Architect: CORE Architects
Year Completed: TBD
Even in Mississauga, a city dedicated to built kitsch, the M1 and M2 Towers are landmarks. With their gaudy anything-goes zigzag exteriors, they are a cry for attention in a cacophony of me, me, me. Names like M1 and M2 just don’t cut it; let’s call these twin accordion tower monstrosities what they are: Squeezebox 1 and Squeezebox 2.
Sugar Wharf Condos
Suggested Nickname: Camouflage Towers or Psoriasis Place
Address: 138 Downes Street
Builder: Menkes Developments
Year Completed: TBD
You have to feel sorry for the two Sugar Wharf condo towers. Sitting on the Toronto waterfront east of Jarvis, the mottled exteriors of this unfortunate pair of residential high-rises stand out, but for all the wrong reasons. Either they suffer from some awful disease of the façade or are trying to hide in plain sight. As for a nickname, it’s hard to say whether it should be Camouflage Towers or Psoriasis Place. Either one will do.
Suggested Nickname: The Ink Well
Address: 470 Front Street West
Architects: Adamson Associates Architects, Hariri Pontarini Architects, BDP, gpa
Year Completed: TBD
The Well, the massive mixed-use, multi-tower complex at Front and Spadina, certainly does its best to enhance the skyline in a part of the city that suffers from years of bad planning and worse architecture. Nearby residential towers represent a wasted opportunity of monumental proportions. But that’s got nothing to do with The Well, at this point best known for one of its tenants, namely the remains of the Toronto Star. Poorly managed and journalistically emaciated, the former paper of record faces an uncertain future. With that in mind, I suggest the building be known as The Ink Well.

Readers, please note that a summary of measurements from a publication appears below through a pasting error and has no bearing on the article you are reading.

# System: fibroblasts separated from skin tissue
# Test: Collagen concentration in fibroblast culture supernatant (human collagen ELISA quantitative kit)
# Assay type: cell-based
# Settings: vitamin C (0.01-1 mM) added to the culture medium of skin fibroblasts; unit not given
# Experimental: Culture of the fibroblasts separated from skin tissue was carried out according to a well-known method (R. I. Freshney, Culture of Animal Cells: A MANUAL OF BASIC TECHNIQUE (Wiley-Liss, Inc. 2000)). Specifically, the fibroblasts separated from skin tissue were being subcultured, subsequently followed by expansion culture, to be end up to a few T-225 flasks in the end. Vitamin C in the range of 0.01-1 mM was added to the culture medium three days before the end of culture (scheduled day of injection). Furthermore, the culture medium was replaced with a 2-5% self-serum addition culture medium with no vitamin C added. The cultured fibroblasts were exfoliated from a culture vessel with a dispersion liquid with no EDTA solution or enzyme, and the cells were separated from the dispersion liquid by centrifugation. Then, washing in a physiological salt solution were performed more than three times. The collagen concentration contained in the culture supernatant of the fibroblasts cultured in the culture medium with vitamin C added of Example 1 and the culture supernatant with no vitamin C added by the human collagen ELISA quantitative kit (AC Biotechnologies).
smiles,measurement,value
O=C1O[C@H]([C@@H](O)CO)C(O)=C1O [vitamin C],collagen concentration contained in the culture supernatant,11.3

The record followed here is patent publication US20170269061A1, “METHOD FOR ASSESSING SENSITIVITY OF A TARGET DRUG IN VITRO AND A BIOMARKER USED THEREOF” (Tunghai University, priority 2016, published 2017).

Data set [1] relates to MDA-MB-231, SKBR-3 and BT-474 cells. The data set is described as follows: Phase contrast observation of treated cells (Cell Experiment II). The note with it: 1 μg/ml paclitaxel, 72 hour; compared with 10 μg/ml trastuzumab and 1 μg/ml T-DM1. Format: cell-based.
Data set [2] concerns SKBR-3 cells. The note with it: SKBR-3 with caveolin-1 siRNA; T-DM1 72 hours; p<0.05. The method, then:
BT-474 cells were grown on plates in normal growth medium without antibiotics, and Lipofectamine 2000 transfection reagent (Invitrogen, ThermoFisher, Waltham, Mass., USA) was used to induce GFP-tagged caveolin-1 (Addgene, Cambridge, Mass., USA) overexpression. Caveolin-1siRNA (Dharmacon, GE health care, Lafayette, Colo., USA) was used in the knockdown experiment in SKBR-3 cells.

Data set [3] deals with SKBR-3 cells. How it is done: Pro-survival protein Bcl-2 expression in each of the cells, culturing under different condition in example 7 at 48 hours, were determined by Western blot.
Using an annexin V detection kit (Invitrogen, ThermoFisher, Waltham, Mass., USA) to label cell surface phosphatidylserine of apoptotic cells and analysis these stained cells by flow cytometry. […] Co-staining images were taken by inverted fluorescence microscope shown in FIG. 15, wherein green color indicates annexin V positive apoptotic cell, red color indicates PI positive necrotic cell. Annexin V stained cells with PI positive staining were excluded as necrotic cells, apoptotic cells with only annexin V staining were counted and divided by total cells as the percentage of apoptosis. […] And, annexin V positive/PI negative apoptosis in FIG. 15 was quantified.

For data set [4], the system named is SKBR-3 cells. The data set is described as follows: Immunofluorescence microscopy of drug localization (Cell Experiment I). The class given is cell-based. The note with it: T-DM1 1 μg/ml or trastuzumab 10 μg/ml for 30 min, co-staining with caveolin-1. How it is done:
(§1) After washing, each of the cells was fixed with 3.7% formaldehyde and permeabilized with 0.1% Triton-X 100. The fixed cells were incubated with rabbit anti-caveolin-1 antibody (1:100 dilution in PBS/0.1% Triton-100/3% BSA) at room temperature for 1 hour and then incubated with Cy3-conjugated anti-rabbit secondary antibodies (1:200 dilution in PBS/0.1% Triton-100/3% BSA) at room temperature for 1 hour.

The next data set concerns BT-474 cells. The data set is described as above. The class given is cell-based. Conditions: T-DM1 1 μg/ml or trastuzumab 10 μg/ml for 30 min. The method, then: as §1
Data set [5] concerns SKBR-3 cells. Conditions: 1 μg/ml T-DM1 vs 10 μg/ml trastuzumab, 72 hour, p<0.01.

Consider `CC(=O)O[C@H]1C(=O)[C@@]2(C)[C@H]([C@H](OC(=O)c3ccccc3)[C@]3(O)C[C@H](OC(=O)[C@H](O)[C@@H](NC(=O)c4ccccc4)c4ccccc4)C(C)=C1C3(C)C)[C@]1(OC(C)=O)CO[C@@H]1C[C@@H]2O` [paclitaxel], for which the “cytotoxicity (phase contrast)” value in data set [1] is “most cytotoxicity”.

Suggested Nickname: VICE Condos
Address: 12-14 York Street
Builder: Lanterra Developments
Year Completed: 2014
The ICE Condos, those notorious twin “ghost hotels,” have become the location of the dark side of the condo revolution. These two towers – 57 and 67 storeys – have been the site of shootings, stabbings and any number of drunken Saturday night brawls. A couple of years ago, several people were charged with endangering human life for throwing bottles off a balcony. Stairwells are regularly filled with garbage and elevators are seriously problematic, often out of service. In short, this is a place to be avoided at all costs. So let’s agree, then, they should not be called ICE but VICE Condos.
Suggested Nickname: The Mummy
Address: 224 King Street West
Builder: Harhay Developments
Year Completed: 2015
At 47 storeys, Theatre Park, just east of the Royal Alexandra Theatre, would feel awkward and out of place regardless of its appearance. But the steel ribbons that wrap the tower look uncannily like bandages that have been applied carelessly and are ready to fly apart at any moment. It puts one in mind of Boris Karloff playing some ancient Egyptian prince coming back to life eons after being buried alive. There’s only one nickname for this unhappy edifice: The Mummy.